After accepting homegrown herbs from a witch, pondering the use of chile peppers as perfume, and standing knee-deep in manure with New York City gardeners, author Robin Chotzinoff comes to the conclusion that gardeners are, quite simply, more interesting than other people. In her collection of essays, People With Dirty Hands: The Passion for Gardening (New York: Macmillan, 1996), Chotzinoff details both her travels across the country and her travails in her own backyard. She finds nearly as many eccentric gardeners as there are varieties of flowers, but it is her whimsical self-descriptions that are most charming. Far from inspiring Martha Stewart-style pangs of inadequacy, the image of Chotzinoff working in her weed-ridden urban garden — complete with pool cue as bean pole — is enough to drive even the brownest of thumbs to plant at least a flowerbox.
Chocolate Supa Highway (Capitol Records, 1997), the latest CD from Spearhead, reflects singer/writer/ producer Michael Franti’s belief that hip-hop serves as a kind of Internet for African-Americans. And Spearhead’s inviting blend of rap, reggae, and soul is as pointedly political as any Web site. In “Wayfarin’ Stranger,” Franti sings: “It’s just the calm before the storm that’s why I’m quiet/ ya always mistaking an uprising for a race riot/ you can take my life — but there’s no escape/ ’cause you can’t shoot yer way through the pearly gates.” The group’s adept mix of music and politics is refreshing — and powerful.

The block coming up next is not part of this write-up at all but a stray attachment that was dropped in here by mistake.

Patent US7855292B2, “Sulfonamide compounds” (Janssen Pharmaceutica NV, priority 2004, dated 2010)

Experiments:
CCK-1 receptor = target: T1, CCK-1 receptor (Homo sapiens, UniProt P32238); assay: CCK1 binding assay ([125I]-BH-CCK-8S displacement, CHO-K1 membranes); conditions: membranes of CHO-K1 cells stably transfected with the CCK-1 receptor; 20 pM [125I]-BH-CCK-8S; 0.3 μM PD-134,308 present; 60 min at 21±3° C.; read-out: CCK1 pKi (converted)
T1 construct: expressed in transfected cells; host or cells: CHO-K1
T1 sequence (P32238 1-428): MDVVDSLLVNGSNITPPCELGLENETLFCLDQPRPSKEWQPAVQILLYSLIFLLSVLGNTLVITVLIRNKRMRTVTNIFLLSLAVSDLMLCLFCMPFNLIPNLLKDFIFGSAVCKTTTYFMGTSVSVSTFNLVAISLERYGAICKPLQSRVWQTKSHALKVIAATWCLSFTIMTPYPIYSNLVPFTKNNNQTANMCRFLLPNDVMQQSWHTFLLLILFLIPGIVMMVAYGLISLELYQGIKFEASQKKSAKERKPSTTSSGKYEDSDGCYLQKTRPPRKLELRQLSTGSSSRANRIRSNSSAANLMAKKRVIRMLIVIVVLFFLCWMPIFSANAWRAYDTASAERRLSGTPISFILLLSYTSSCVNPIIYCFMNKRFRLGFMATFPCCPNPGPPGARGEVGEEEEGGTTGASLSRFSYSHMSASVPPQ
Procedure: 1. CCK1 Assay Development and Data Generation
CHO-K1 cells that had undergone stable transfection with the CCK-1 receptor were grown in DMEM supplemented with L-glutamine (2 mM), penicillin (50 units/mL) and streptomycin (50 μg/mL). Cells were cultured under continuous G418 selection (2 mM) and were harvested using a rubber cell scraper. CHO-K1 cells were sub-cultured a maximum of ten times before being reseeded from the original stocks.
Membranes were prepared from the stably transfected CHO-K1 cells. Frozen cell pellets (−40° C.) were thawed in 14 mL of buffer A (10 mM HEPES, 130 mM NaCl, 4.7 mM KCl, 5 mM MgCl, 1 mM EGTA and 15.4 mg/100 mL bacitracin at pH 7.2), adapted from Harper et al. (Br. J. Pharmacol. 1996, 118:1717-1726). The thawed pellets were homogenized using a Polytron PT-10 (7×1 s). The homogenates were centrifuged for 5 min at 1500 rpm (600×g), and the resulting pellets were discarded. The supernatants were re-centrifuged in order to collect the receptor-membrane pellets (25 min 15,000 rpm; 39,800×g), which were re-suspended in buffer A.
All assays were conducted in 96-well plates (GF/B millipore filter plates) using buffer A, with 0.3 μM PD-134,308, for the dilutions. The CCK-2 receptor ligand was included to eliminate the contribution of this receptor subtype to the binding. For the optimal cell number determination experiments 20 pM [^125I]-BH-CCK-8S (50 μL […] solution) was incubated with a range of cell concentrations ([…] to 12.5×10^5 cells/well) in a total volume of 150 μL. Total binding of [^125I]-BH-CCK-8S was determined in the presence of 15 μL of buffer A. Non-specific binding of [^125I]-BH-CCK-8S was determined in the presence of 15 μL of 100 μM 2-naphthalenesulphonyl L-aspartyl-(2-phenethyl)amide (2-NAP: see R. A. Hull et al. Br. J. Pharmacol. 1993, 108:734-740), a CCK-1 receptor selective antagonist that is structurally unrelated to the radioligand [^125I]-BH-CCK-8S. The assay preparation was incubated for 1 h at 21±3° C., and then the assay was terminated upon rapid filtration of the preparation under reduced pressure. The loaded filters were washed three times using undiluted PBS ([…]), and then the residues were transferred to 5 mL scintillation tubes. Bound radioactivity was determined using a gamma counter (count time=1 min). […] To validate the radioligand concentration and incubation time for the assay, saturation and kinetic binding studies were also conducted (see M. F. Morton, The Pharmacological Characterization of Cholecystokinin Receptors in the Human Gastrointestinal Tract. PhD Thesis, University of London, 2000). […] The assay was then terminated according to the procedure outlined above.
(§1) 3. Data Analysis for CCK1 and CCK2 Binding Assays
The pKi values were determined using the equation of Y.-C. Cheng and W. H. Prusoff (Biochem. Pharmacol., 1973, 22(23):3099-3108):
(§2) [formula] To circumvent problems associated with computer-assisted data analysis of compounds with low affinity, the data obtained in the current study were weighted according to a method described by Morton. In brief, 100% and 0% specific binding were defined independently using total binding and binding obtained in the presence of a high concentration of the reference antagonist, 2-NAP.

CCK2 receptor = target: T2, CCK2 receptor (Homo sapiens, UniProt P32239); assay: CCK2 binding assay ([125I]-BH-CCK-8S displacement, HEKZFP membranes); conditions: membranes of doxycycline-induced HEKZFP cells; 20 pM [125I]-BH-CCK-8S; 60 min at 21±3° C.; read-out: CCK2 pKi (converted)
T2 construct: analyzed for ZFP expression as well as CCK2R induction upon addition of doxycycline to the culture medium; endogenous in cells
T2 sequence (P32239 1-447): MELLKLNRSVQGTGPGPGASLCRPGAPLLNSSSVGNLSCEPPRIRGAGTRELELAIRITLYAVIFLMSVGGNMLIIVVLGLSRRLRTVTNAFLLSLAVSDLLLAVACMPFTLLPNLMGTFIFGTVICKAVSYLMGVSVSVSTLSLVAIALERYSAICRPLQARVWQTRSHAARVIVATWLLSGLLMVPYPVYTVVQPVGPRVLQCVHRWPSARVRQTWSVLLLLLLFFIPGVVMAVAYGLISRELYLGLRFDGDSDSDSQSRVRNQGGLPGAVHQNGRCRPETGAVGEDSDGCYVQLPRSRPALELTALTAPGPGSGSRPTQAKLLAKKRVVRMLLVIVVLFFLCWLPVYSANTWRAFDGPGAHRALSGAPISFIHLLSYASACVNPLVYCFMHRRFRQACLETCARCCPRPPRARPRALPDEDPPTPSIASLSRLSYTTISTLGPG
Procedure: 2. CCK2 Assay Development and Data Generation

Looking for the perfect way to celebrate National Poetry Month in April? Try listening to In Their Own Voices: A Century of Recorded Poetry (Rhino Records, 1996), in which 80 of the most beloved poets of the English language recite their work. Beginning with Walt Whitman’s circa 1890 reading of “America” (captured on wax cylinder by Thomas Edison), the four-CD set features a diverse range of styles and voices: from Robert Frost’s plodding recitation of “The Road Not Taken” to Maya Angelou’s fearless rendition of “Phenomenal Woman.” In Their Own Voices demonstrates why the spoken word is making a comeback today.
Toxic Deception (Secaucus, N.J.: Birch Lane Press, 1997), by environmental journalists Marianne Lavelle and Dan Fagin, is scary reading. Exposing how the chemical industry keeps potentially lethal substances on the market, the authors focus on four chemicals: the herbicides atrazine and alachlor; the dry cleaning chemical perchloroethylene; and formaldehyde, used in making plywood. What emerges is a clear picture of chemical giants skewing scientific studies and manipulating the media.